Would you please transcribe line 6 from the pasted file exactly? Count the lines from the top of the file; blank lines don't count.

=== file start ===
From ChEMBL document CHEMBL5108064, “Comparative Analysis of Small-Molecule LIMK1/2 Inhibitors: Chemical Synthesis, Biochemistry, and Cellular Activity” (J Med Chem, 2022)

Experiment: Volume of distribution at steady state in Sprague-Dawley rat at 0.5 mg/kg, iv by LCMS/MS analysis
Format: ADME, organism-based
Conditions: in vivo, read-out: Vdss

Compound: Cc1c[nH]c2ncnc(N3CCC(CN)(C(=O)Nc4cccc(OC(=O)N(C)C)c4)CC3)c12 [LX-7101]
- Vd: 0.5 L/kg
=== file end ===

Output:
- Vd: 0.5 L/kg